Emergency Rations Part 1 – Vietnam Era Australian Emergency Flying Ration

20161109_121701The Australian equivalent of the UKs Mk9 Emergency Flying Ration of the same era, the Australian Emergency Flying Ration was issued to aircrews and was designed to fit in a special pouch on the US SRU-21/P aircrew survival vest which was heavily used by RAAF and Australian army aircrew such as forward observation pilots.

The kit came packed in a heavy duty aluminium box with a friction-fit lid. The box itself was big enough to use as an impromptu billycan or mess tin and the lid could be used for frying or for rapidly boiling small amounts of water for wound irrigation or similar. The kit came packed with two wire handles which allowed the box to be suspended over a fire.

The emergency flying ration contained very little in the way of survival equipment apart from two books of matches. It was purely a food pack. The survival vest contained dedicated survival and medical kits in other pockets.

The emergency flying ration contained the following – ready to eat snacks, brew kit, biscuits and cheese, a cereal block, stock cubes and a beef block. Everything was vac-sealed in heavy duty mylar and foil pouches.

Snacks in the Australian Vietnam-era Emergency Flying Ration.

The snacks were some 16 fruit candies, three chocolate rations and 12 butterscotch lollies. The chocolate appears to gave been three standard Australian CRP (Combat Ration Pack) chocolate ration blocks packed together.

Emergency Flying Ration chocolate alongside a vintage Australian ration pack chocolate ration.
Brew kit plus beef stock cubes and salt.

The brew kit was very basic, consisting of 3 x coffee sachets, 9 x sugar cubes and 3 x milk powder sachets. I am surprised that there is no tea included. It could be that this ration is incomplete.

The salt had a medical function as well as its use as seasoning. In a tropical environment, salt and other electrolytes need to be replenished. In many cases, it was added to a water bottle. Similarly, the beef stock cubes could be used individually as a hot soup, or they could be dissolved in a water bottle for easy consumption while escaping and evading in hostile territory.

Breakfast, lunch and dinner… such as it was.

The Emergency Flying Ration contained three main meals, which could probably be spun out to last two or three meals each, easily enough. Breakfast was a cereal block. This was a block of compressed ground oats and rice fortified with the addition of wheat germ. It could be munched on dry, but it was always better crushed up and mixed with a bit of hot water to make porridge. The lunch component was half-sized survival biscuits (a form of wholemeal hardtack) eaten dry or with canned cheese. The dinner component was a compressed dehydrated beef block. This isn’t as you would expect. It was actually closer to pemmican than anything else. It could be nibbled on raw, boiled up to make a stew, or it could be moistened with water and fried as a sort of rissole, using the lid from the box as a frypan.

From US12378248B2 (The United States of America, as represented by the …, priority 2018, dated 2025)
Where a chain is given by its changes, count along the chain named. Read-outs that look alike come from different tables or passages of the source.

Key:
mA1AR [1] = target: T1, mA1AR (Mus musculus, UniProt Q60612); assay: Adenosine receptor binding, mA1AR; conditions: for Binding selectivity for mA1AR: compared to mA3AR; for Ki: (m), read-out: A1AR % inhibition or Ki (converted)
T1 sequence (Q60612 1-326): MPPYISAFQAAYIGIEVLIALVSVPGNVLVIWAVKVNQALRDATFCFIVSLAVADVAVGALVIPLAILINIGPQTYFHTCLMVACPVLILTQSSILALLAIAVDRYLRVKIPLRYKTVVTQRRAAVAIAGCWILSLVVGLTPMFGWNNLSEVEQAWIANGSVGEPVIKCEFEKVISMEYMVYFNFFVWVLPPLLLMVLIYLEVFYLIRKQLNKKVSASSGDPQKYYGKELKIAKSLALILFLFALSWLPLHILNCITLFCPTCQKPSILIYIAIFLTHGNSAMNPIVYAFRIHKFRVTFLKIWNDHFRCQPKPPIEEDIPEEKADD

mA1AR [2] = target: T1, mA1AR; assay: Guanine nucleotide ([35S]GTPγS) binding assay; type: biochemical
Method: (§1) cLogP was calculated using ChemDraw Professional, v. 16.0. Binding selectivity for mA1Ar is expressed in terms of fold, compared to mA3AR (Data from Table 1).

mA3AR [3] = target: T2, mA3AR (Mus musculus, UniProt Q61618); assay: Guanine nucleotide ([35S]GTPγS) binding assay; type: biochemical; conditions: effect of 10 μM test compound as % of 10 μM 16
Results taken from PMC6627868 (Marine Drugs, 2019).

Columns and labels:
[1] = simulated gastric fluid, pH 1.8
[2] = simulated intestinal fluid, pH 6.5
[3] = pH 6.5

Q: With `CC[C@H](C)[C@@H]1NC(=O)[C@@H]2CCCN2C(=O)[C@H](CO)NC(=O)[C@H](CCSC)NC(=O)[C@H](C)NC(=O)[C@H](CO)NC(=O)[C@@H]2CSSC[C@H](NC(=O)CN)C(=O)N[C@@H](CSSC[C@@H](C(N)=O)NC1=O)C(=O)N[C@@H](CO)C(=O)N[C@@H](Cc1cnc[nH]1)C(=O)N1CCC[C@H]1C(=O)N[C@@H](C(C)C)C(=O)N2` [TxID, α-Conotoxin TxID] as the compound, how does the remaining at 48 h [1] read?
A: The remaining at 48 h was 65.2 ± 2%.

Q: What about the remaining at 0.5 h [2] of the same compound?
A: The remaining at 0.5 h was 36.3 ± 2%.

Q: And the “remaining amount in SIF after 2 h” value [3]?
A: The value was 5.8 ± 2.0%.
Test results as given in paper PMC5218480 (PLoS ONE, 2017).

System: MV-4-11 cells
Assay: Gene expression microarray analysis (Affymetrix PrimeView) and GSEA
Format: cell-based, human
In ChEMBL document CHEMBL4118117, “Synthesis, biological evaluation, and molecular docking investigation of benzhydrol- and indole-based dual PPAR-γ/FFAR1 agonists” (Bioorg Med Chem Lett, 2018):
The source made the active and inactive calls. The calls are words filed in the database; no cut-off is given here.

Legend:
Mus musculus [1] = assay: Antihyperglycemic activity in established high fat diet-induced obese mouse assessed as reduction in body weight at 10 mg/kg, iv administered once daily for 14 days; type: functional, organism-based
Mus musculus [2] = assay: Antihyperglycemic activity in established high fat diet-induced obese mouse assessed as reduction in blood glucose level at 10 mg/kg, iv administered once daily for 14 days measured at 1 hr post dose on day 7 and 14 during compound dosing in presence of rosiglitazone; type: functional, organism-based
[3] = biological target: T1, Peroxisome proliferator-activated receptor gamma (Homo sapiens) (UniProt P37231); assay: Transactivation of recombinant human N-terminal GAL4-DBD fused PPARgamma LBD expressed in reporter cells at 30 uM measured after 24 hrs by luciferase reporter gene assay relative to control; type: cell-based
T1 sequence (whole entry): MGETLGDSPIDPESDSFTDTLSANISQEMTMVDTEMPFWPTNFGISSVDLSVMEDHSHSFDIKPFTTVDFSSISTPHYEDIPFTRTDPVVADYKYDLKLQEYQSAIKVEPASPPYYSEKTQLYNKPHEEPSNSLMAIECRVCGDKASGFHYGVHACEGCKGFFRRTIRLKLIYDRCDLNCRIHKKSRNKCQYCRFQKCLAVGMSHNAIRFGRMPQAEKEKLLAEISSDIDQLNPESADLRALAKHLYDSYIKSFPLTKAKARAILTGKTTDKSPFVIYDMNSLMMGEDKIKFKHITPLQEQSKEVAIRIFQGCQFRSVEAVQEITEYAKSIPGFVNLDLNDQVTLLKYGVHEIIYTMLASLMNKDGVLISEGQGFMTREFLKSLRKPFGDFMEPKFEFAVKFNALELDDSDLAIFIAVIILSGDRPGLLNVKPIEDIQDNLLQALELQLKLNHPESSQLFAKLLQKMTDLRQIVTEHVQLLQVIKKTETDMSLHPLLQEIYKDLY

Two books of matches.

The emergency flying ration came with two books of water resistant matches emblazoned with the Australian army’s insignia of the day. These matches still strike today, more than forty years after they were manufactured.

The Emergency Flying Ration closed up.

The emergency flying ration box was heavy duty aluminium painted green. The box was sealed with fibreglass-reinforced cloth tape. The only markings which appeared on the box anywhere were “Emergency Flying Ration”.

Wire handles allow the box to be used as a billy for cooking in or for sterilising local water.

I have a similar emergency ration pack which I keep in the car. It uses an original Emergency Flying Ration aluminium box as the container, but is made up of modern MRE and CR1M (Aussie 24 hour ration pack) components. I think they are great format, Obviously for normal use, an emergency ration is not entirely necessary – remember, you can survive for weeks without food – but it is a morale booster and if you have been travelling or working hard without food, hunger can compromise your judgement and decision-making if you’re not used to it. This makes it worth carrying some sort of emergency ration with you while travelling or bushwalking, even if it’s just an extra freeze dried meal or a packet of two-minute noodles.

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